Atlantic Coast Pipeline plans moving along, environmental concerns remain

Published: Mar. 22, 2018 at 5:14 PM EDT
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"Weather has played a factor, but we are on track to continue with our construction plans for early spring," says Dominion Energy Spokesperson Samantha Norris.

The Atlantic coast pipeline project is set to be in full effect at the end of March, but some people are hoping that it won’t come at all.

"I still hold out hope that we could turn ourselves around," says President of the Mountain Lakes Preservation Alliance April Pierson-Keating.

Pierson-Keating says that the location of the pipeline is a concern.

"12,000 ft from our state police barracks and less than half a mile from our high school. So if it blew right there, it would take out the water tower, there’s a house right there, the state police barracks, those would be incinerated totally" says Pierson-Keating.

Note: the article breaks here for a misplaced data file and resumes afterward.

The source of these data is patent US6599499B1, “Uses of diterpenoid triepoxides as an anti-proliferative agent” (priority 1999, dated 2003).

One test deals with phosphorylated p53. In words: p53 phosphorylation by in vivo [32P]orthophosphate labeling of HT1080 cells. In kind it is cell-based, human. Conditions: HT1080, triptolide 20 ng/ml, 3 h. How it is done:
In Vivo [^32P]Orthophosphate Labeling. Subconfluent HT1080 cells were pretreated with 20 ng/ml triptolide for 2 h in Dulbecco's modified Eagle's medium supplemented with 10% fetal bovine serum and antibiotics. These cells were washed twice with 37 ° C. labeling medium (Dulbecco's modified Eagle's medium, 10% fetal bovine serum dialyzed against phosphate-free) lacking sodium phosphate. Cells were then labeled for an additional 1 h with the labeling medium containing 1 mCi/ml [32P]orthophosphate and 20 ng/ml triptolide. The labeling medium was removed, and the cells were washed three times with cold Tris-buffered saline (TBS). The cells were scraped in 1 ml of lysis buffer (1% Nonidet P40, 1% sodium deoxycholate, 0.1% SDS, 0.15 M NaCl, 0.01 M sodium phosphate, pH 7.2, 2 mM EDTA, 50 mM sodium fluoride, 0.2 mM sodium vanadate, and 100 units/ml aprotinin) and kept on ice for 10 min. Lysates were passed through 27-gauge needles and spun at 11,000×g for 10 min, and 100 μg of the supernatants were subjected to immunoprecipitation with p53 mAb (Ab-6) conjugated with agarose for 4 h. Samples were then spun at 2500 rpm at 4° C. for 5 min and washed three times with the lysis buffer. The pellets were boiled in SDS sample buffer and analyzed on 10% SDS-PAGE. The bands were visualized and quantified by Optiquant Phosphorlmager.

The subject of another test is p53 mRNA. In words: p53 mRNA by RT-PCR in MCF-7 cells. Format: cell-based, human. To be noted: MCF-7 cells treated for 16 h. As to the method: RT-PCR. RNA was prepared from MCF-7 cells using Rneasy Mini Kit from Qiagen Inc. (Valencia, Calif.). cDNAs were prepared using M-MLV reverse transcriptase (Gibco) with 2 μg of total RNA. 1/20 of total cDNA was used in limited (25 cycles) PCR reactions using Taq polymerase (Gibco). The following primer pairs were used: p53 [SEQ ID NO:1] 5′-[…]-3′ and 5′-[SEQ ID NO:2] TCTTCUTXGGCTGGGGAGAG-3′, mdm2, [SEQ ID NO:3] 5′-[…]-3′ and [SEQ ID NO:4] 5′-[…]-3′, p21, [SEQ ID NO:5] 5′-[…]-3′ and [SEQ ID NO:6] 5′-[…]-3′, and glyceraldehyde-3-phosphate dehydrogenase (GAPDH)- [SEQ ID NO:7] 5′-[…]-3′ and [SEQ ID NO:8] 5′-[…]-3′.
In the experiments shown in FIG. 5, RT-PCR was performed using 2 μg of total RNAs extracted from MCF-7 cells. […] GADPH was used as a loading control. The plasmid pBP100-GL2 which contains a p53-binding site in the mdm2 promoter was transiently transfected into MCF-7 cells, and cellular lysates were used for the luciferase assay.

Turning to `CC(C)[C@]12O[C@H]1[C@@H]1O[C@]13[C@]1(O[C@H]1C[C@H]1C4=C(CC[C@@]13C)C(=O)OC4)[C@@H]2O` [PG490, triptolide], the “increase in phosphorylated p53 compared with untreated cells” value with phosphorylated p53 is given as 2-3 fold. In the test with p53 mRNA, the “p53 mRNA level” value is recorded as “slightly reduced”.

But Dominion Energy's spokesperson says that West Virginia has abundant resources and the pipeline construction is allowing us to use them.

"To get a very abundant natural resource that’s found right here in West Virginia to markets on the east coast, some of the fastest growing markets on the east coast will be recipients of this great resource that we proudly have here in our state," says Norris.

But Pierson-Keating argues, "This pipeline is going to increase fracking across the state and the region, and we know that fracking toxifies millions of gallons of water on a daily basis and takes it out the water system so we can’t use it."

Part of the update to the project is an upcoming job fair to employ local workers, and Norris says that more than 3,000 new jobs are being brought into West Virginia from the Atlantic coast pipeline project, but those aren't the only financial benefits.

"When the pipeliners are here and they want to go out to eat one evening, they’re going to be eating in our local restaurants, they’re going to be staying in our local hotels, they’re going to be shopping in our local convenient stores, so this will have a trickling effect on our local economy" explains Norris.